The Stuff-Happiness Equation
The British are smart people.
They revolutionized naval warfare.
They kept their queen.
They invented the sandwich.
They are really bright.
Consider this: Beginning in 1972, they began doing socio-economic research into General Well Being (GWB). They were trying to find out how happiness relates to income. Over that 40 year period, they discovered a number of interesting facts. First, the rich really are happier than the poor. No surprise there. Anyone who has been stressed about not having enough money instinctively understands this finding. Second, they found that Brits were happiest when eating, carousing or pottering in the garden. Again, not surprising. (Sorry Brits.) What was surprising was the discovery that though national levels of wealth have dramatically increased over the last 4 decades, the level of joy among rich people has barely budged. As the subtitle to one publication proclaims: “Capitalism can make a society rich … Don’t ask it to make you happy as well”. This finding goes against a foundational thesis of capitalism, that the more well-off the society, the higher its level of happiness. In other words: “more stuff “ = “more joy”.
Like I said, smart people, those Brits.
Money Can’t Buy Me Love
If asked outright, most of us would disagree with this Stuff-Happiness Equation. We all know that more, bigger and better stuff doesn’t make us happier. To quote the Beatles: “Money can’t buy me love”.
But there is a part of us that doesn’t really believe that finding. It’s the part that wants to park in the handicapped spot at the mall or do “express check-out” with 23 items. It’s a little disbelieving and counter-culture. It doesn’t listen to the party line.
Or British Researchers.
Or the Beatles.
It’s a bit more Pink Floyd and Madonna. So while part of us is lip-syncing John, Paul, George and Ringo, the other part is humming “We’re all living in a material world and I’m a material girl.”
It’s that part of us that fantasizes about the latest John Mayer CD or the Jimmy Choo stilettos shouting at us from the store window. It won’t outright tell us that more cars, houses, and boats will make us happier. Or that building a portfolio, gaining more prestige and accumulating power will increase our satisfaction. But it has a hunger for more, better, and different. And that by temporarily satisfying its cravings, we will feel more contentment, joy and satisfaction. That is, after all, the equation as it should be:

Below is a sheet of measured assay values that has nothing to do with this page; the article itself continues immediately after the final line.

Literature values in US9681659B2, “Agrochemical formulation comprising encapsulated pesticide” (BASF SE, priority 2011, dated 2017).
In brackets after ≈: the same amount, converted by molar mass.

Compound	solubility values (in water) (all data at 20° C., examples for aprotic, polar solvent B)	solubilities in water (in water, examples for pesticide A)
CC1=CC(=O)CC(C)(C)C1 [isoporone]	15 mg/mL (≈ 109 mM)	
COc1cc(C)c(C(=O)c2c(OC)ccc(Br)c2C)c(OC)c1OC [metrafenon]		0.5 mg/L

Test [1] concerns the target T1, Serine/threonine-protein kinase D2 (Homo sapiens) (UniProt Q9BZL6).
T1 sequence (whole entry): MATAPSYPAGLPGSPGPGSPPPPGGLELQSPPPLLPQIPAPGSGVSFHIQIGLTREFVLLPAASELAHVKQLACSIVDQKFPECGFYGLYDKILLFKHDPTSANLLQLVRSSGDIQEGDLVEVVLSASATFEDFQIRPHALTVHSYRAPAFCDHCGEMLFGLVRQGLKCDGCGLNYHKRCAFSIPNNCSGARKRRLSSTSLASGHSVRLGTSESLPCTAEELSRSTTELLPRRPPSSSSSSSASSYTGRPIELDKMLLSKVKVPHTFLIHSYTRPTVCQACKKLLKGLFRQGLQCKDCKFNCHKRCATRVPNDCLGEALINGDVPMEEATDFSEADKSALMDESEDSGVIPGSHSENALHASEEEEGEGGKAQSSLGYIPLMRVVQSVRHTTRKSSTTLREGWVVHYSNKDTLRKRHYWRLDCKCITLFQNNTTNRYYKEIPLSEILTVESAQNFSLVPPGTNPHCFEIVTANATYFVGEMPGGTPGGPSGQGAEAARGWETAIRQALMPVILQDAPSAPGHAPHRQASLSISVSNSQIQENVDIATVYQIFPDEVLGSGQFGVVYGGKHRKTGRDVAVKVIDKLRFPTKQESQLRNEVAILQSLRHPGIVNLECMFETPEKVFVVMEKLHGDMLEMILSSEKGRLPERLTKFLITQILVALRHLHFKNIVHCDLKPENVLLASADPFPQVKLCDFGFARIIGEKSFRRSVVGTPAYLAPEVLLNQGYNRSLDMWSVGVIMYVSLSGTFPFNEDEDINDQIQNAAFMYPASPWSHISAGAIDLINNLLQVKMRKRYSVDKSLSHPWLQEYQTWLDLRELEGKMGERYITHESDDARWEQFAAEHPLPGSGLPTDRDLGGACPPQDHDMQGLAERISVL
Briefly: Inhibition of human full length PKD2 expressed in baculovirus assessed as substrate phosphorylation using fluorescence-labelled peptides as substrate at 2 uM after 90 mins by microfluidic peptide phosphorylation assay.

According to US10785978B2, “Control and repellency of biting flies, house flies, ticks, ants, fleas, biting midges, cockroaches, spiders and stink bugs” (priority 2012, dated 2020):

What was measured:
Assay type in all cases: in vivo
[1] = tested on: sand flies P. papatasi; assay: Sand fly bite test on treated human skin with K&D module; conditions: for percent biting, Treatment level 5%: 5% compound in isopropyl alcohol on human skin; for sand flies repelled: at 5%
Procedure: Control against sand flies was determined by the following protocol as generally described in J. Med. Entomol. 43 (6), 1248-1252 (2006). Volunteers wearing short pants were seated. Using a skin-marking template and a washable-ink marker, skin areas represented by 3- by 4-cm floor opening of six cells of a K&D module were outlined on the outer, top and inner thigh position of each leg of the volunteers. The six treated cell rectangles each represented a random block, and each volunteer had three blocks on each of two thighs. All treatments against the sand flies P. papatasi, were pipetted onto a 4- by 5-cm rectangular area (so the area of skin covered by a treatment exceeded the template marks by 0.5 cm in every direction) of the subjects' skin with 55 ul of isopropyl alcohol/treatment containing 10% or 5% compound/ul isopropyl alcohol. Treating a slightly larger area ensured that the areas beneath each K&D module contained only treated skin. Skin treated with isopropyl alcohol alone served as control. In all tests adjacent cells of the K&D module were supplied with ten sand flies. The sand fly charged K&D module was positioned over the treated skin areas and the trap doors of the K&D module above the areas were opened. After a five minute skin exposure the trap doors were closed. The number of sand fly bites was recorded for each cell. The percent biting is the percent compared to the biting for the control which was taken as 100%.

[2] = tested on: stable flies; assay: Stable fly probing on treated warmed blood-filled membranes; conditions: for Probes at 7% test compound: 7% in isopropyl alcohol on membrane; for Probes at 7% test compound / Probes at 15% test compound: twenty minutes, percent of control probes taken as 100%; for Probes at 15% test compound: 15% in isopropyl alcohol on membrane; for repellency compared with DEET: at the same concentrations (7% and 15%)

IF God gives us good stuff for our happiness,
THEN the more stuff, the more happiness.
THEREFORE we should get more stuff.
On a recent trip to Montreal my friends and I decided to drive up to the top of “The Mountain”. As we climbed the winding streets, the houses got bigger, more beautiful and elaborate. All of us kept oohing and ahhing over them. I was daydreaming about owning one, with its beautiful windows and sunlit rooms, the wooded mountain park behind it, and the stunning view across the St. Lawrence River. I was imagining how nice it would be to pray, read my bible and write deep thoughts about God in such quiet opulence. I could almost feel the sublime things of heaven descending upon my soul. Glorious.
However, not all of us had such spiritual thoughts.
Ben had been obsessing over a black Aston Martin that was also meandering to the top of the mountain. He kept watching it in the mirror, distractedly driving through red lights and down the wrong streets in the process. When we pulled up beside it at one point you could hear the throaty growl of its V-12 engine. “That’s my all-time favourite car” he gushed. Two days later he was still drooling over pictures of it on the internet.
Not Too Much Please
Many of us have strong delusions about our ability to live productive and meaningful lives in an atmosphere of unfettered wealth. We think we can hold onto our values and dignity when we get rich. But that is a total fantasy. Because winning the lottery or being named affluent Aunt Bertha’s sole heir means we can do whatever we want. Whenever we want. However we want. And we are unprepared for this vast purchasing power by our lack of training and feebleness of will. Most of us have simply not matured into the discipline of handling wealth. We don’t know how to say “no” to our own material girl.
That is probably why an ancient writer penned such an insightful prayer on this topic:
"Don’t let me have too little or too much.
Just feed me the food I’m supposed to have.
So that I won’t become smug and complacent and forget who you are
Or that I won’t become desperate, steal something and make you look bad." (Proverbs 30:8-9 - my paraphrase)
Sometimes, all that keeps us from being really ungodly is the size of our paychecks.
A Flawed Equation. A Flawed Desire.
I’m not saying that being poor or parsimonious is a more godly state. Nor am I saying that being rich isn’t fun. But what I am saying is that we need to be able to handle what we are given. And we need to recognize that the little voice that says we will be happier with more is absolutely wrong. Anyone who takes stock of themselves after a binge of retail therapy will tell you that they’ve been lied to.
God really does give good things as a source of joy. But maybe the Stuff-Happiness Equation is missing something in its formulation. Maybe more stuff really doesn’t equal more joy. That was certainly the observation of the 19th century philosopher and historian Alexis de Tocqueville, who commented about Americans, “So many lucky men, restless in the midst of abundance.”
Truth is, he could have been describing the countless numbers of people around us every day.
Tocqueville was a pretty smart guy.
Perhaps he was British.
 “Happiness (and how to measure it),” The Economist, December 23, 2006. This issue also includes a number of other articles on joy and economics.